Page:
August 16, 2019

An employer that negligently or recklessly punishes an employee as a proximate result of a discrimination complaint filed by a third party may be liable under Title VII


In this appeal from a federal district court's adverse decision flowing from a student's allegation of sexual misconduct by a member of the school's faculty [Plaintiff], the U.S. Circuit Court of Appeals, 2nd Circuit, found that the Plaintiff in this action had alleged facts from which it may plausibly be inferred that the employer [University] served as a conduit for the student’s discriminatory intent and that this discriminatory intent may be imputed to the University.

The Circuit Court opined:

"(1) Where a university (a) takes an adverse employment action against an employee, (b) in response to allegations of sexual misconduct, (c) following a clearly irregular investigative or (d) amid criticism for reacting inadequately to allegations of sexual misconduct by members of one sex, these circumstances support a prima facie case of sex discrimination; [and]

"(2) When contesting an inference of bias based on procedural irregularity, an employer cannot justify its abandonment of promised procedural protections by recharacterizing specific accusations in more generic terms; [and]

"(3) Where (a) a student files a complaint against a university employee, (b) the student is motivated, at least in part, by invidious discrimination, (c) the student intends that the employee suffer an adverse employment action as a result, and (d) the university negligently or recklessly punishes the employee as a proximate result of that complaint, the university may be liable under Title VII."

Accordingly the Circuit Court held that the Plaintiff’s amended complaint stated a claim for unlawful sex discrimination by the University and vacated the district court's judgment. The court then "remanded the cause to the District Court for further proceedings consistent with this opinion."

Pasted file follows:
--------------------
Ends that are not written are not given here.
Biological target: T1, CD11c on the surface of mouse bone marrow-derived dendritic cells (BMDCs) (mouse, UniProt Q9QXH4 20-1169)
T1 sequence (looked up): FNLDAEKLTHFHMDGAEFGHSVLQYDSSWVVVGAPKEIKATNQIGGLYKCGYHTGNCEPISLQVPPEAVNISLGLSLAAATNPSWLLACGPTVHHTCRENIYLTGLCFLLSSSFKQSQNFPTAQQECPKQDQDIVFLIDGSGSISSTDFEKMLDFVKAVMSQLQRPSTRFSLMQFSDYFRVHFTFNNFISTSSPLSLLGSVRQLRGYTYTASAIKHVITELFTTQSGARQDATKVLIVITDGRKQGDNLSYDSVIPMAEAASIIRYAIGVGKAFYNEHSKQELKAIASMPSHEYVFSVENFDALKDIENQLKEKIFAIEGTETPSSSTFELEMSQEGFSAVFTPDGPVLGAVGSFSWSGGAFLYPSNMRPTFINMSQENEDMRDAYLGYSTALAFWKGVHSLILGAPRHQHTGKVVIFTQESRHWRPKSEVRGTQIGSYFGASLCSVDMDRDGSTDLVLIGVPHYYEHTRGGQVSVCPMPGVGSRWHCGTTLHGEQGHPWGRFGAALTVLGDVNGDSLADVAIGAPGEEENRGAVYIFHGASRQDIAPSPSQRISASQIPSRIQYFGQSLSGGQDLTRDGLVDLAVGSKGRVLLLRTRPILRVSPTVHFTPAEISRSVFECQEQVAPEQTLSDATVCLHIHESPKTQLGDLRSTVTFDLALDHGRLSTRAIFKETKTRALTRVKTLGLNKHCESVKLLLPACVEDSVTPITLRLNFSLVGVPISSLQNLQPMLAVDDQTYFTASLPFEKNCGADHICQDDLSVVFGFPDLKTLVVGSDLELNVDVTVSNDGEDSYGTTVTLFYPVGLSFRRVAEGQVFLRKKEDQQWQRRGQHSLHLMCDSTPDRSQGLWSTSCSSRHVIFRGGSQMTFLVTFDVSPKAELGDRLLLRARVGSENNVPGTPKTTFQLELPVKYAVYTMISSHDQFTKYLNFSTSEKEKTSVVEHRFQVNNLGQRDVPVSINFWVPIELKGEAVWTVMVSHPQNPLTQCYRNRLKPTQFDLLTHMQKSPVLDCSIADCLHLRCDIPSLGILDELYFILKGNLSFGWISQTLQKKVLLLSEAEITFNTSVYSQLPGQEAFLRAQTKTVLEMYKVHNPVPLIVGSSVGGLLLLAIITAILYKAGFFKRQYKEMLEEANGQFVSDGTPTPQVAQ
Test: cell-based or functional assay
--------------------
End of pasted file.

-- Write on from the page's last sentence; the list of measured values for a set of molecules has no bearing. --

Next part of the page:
In so doing the Circuit Court also suggested that the district court “consider Plaintiff's 'cat's paw' theory" with respect to the University's liability. 

This theory, said the 2nd Circuit Court, was derived "from a fable conceived by Aesop, put into verse by La Fontaine in 1679, and injected into United States employment discrimination law" by  Seventh U.S. Circuit Court of Appeals Judge Richard Posner in his 1990 decision in Shager v Upjohn Co., 913 F.2d 398. In this instance the 2nd Circuit Court commented that the district court "should consider [Plaintiff’s] allegations under such a theory as ... [a]t its core, a 'cat’s paw' case simply reflects a slight variation on the standard principles of vicarious liability."

The 2nd Circuit Court further noted that "[i]n the Title VII context, it is well-settled that employers may be held vicariously liable for the conduct of their agents" if a plaintiff establishes "(1) that the employer’s agent (a) was motivated by the requisite discriminatory intent, and (b) effected the relevant adverse employment action; and (2) that the agent’s conduct is imputable to the employer under general agency principles."

The decision is posted on the Internet at:
http://www.ca2.uscourts.gov/decisions/isysquery/995fa96b-8187-4ec9-9079-2c17cf2ae632/1/doc/18-3089_opn.pdf#xml=http://www.ca2.uscourts.gov/decisions/isysquery/995fa96b-8187-4ec9-9079-2c17cf2ae632/1/hilite/

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